Speaking from Russia on his 20th trip there on behalf of the JDC, Arik says this project “occupies a lot of my soul and my thoughts. They’ve sent me to places where it’s not easy to get to, like eastern Ukraine where the JDC did a huge job getting people out of the war zone.”

On his first working trip to Georgia in 2013, he photographed four generations of a Jewish family, all female, squatting illegally in the basement of a military college without electricity or water, in complete darkness, with rats running around.

“They had been living like this for two years and the JDC wanted to try to get them out and help them with their basic needs,” Arik explains. It’s difficult to step in and start snapping pictures in such a situation, so he tries to earn trust quickly.

“I can understand that when you live in harsh conditions and someone comes to photograph you it is somewhat awkward. I always explain that what I am doing is also meant to help others in the same situation. When they know that people are trying to help them and that I represent these people, their attitude is pretty friendly,” says Arik, whose visits are accompanied by a representative from the JDC or a local JDC-supported charity.

Arik also freelances for the International Fellowship of Christians and Jews (called Keren Yedidut in Israel), which has a partnership with the JDC. Both organizations use his pictures on their website, promotional materials and annual reports.
THE SHRAGA family, now including a six-year-old son, lives in Moshav Kisalon near Beit Shemesh. This 200-family community is a far cry from the Leningrad of his childhood – called St. Petersburg since 1991 – with its population of five million.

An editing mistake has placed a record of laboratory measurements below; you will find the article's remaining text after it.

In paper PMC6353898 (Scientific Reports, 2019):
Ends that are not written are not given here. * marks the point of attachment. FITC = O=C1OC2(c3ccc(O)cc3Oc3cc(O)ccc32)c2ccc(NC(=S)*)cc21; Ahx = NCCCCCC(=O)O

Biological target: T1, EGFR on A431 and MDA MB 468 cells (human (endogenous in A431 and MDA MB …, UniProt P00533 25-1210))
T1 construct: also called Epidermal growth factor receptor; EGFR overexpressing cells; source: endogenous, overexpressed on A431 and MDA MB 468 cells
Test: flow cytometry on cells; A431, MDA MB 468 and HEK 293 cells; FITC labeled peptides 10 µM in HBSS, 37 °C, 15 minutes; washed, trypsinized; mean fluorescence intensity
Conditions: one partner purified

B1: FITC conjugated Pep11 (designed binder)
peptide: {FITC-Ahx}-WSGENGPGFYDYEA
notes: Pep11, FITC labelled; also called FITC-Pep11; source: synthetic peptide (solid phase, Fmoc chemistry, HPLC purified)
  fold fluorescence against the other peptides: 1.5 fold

“Our children are well integrated into the Israeli community of their age group,” says Arik. “We are not in a Russian community only; there is a very diverse population here.”

His and Zhenya’s parents are still in St. Petersburg.

“It can be difficult to be far from family, but we are accustomed to it.”

When he’s home, he works on a pet project prompted by his discovery at Yad Vashem of documentation about his maternal grandfather’s family, all murdered in the ghetto of Slutsk, Belarus.

“That was a complete shock for me. I never knew whether anyone from our family had suffered in the Holocaust. I believe for my grandfather it was just too hard to talk about. He died in 1994 but I remember him very well,” says Arik. “We found out his story by reading letters that he intended to send to his brother, describing his hardships as they happened.”

Arik chose to commemorate his grandfather by photographing Holocaust survivors with the help of the Association of Holocaust Survivors in Israel and a small grant from the Genesis Fund. About 1,000 of these portraits are being posted on a website built by Zhenya:

“After 70 years, you look in their eyes and you still see the reflection of the terrible things they went through,” says Arik. “They feel good that someone is interested in their lives.”

View Arik’s other work at: